Victims’ family members and survivors were speaking at Monday’s hearing about how their lives were forever altered by the terror that erupted just before midnight on Nov. 19 when the suspect walked into Club Q and indiscriminately fired an AR-15-style semiautomatic rifle.

The line to get through security early Monday snaked through the large plaza outside the courthouse as victims and others queued up to attend the hearing. One man wore a T-shirt saying “Loved Always & Never Forgotten” in honor of victim Daniel Davis Aston, a 28-year-old bartender and entertainer at Club Q who was killed in the shooting.

In addition to Aston, the victims of the shooting were identified as Kelly Loving, Derrick Rump, Ashley Paugh and Raymond Green Vance.

The suspect hinted at plans to carry out violent attacks at least a year before the Club Q assault. In June 2021, the suspect’s grandparents told authorities that they were warned not to stand in the way of a plan to stockpile guns, ammo, body armor and a homemade bomb to become “the next mass killer.” The suspect was then arrested after a standoff with SWAT officers that was livestreamed on Facebook and the evacuation of 10 nearby homes, telling officers “If they breach, I’m a f—-ing blow it to holy hell!” The suspect eventually surrendered.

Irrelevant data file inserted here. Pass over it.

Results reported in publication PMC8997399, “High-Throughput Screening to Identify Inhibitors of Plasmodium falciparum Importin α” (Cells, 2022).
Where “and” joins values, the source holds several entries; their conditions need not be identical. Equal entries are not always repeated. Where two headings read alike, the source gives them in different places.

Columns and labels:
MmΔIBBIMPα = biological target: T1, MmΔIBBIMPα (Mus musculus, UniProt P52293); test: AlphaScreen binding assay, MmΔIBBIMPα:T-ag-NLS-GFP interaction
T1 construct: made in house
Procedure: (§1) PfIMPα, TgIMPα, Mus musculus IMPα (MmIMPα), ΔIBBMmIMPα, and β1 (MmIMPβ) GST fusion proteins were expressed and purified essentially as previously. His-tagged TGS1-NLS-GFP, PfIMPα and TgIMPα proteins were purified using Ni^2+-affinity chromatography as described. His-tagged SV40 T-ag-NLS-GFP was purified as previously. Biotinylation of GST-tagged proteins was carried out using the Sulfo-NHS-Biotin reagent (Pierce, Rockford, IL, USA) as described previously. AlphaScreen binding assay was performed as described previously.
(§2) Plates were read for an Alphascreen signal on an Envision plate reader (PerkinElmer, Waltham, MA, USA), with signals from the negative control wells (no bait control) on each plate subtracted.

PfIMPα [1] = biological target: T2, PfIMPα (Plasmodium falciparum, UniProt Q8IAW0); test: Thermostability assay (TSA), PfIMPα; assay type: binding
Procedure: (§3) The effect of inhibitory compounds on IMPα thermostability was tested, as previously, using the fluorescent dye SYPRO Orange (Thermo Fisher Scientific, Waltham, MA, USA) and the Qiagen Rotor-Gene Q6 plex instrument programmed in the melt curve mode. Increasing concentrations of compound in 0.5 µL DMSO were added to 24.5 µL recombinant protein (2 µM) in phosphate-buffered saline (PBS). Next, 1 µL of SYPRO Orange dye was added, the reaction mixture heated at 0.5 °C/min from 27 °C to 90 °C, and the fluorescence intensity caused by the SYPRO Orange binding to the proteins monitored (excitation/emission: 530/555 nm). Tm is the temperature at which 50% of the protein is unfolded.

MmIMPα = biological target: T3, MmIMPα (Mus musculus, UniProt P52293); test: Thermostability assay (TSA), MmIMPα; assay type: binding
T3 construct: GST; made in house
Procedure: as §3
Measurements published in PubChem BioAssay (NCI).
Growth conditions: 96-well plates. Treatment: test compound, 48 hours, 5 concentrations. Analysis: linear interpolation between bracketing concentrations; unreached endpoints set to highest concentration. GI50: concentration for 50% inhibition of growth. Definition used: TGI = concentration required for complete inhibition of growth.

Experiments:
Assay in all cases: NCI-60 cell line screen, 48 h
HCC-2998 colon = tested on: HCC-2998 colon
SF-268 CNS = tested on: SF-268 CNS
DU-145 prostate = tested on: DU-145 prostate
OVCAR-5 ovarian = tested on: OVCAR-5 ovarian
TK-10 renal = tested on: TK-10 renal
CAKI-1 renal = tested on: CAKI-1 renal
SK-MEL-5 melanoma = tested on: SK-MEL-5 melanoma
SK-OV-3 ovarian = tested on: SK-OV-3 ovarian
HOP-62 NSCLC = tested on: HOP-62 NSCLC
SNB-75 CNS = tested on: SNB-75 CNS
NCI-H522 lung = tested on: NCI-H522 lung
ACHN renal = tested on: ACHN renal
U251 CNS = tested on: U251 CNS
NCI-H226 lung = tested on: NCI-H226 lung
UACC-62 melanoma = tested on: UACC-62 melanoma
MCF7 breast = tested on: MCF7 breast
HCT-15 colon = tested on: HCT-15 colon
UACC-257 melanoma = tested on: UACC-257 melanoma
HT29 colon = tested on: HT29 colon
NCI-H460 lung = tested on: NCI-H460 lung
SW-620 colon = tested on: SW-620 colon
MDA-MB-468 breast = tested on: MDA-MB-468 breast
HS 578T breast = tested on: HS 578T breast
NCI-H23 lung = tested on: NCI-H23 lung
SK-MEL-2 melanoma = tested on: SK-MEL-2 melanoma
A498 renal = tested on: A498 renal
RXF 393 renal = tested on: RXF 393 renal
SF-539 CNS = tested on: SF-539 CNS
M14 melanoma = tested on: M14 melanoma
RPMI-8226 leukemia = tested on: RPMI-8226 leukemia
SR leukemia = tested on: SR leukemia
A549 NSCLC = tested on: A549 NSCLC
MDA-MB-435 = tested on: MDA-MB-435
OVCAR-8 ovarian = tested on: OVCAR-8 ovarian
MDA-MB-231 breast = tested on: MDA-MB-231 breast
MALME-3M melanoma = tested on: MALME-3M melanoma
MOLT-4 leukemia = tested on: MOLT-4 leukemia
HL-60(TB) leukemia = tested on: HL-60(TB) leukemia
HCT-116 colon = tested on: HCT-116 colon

However, the charges against the suspect were thrown out in July 2022 after the suspect’s mother and grandparents, the victims in the case, refused to cooperate with prosecutors, evading efforts to serve them with subpoenas to testify, according to court documents unsealed after the shooting.

Xavier Kraus, a former neighbor, told CBS Colorado that the suspect got their guns back following the 2021 incident.

“We had a conversation that time too about, you know, I expressed my fear of guns,” Kraus said. “He tried to assure me, ‘It’s not the gun you have to be afraid of, bro. It’s the people behind the gun.'”

Other relatives told a judge they feared the suspect would hurt their grandparents if released, painting a picture of an isolated, violent person who did not have a job and was given $30,000 that was spent largely on the purchase of 3D printers to make guns, the records showed.